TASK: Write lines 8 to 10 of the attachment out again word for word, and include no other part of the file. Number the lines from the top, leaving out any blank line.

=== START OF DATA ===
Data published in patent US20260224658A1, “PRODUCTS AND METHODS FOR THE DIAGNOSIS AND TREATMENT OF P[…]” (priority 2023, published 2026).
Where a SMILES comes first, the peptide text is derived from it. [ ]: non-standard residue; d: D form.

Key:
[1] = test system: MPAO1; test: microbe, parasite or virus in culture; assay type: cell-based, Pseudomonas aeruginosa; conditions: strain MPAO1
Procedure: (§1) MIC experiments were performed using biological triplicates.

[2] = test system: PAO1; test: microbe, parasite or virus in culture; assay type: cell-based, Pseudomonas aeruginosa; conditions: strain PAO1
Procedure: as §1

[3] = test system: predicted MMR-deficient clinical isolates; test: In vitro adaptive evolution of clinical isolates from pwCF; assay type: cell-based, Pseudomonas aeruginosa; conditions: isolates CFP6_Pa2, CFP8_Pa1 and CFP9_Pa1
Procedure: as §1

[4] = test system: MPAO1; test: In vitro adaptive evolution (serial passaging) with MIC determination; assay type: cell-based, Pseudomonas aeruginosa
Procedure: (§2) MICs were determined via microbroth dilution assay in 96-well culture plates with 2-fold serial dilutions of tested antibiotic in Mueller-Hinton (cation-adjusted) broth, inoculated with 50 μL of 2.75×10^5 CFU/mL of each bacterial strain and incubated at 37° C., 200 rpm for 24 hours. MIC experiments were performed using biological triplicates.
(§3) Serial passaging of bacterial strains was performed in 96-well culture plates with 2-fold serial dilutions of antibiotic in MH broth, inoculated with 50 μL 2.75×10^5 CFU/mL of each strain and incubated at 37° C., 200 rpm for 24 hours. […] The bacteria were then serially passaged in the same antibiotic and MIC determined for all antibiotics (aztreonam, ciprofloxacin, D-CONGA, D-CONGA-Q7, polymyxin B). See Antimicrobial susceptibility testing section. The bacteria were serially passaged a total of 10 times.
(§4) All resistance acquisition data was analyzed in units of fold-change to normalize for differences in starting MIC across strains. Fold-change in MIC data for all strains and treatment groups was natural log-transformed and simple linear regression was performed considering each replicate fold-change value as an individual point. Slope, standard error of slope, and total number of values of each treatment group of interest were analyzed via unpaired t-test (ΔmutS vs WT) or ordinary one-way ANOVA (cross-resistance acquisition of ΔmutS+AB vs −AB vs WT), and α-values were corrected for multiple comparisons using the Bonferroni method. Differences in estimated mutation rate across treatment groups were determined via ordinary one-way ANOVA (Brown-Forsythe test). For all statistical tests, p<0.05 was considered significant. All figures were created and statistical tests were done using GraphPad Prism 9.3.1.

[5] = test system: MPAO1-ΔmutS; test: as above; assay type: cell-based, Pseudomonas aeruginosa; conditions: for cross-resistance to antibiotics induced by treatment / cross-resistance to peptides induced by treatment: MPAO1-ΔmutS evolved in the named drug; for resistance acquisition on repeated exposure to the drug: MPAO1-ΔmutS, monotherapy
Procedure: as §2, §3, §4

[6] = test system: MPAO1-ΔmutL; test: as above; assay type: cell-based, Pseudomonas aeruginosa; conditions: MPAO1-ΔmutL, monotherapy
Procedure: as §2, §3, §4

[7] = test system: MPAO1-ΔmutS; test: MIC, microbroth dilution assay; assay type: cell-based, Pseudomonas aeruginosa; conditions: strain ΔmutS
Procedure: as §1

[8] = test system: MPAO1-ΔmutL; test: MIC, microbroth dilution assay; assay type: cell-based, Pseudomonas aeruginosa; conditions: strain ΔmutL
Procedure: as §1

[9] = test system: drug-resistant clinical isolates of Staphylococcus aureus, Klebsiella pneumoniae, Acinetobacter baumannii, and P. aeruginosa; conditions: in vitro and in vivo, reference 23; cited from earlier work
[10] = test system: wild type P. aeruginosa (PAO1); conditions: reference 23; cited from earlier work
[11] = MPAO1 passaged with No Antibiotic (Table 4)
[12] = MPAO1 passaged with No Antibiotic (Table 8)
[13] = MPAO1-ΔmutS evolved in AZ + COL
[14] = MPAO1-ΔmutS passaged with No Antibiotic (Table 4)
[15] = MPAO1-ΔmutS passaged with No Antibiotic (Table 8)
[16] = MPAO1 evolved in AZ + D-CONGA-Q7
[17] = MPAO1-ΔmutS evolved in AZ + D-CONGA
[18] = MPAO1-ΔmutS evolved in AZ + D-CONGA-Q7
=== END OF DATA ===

[3] = test system: predicted MMR-deficient clinical isolates; test: In vitro adaptive evolution of clinical isolates from pwCF; assay type: cell-based, Pseudomonas aeruginosa; conditions: isolates CFP6_Pa2, CFP8_Pa1 and CFP9_Pa1
Procedure: as §1

[4] = test system: MPAO1; test: In vitro adaptive evolution (serial passaging) with MIC determination; assay type: cell-based, Pseudomonas aeruginosa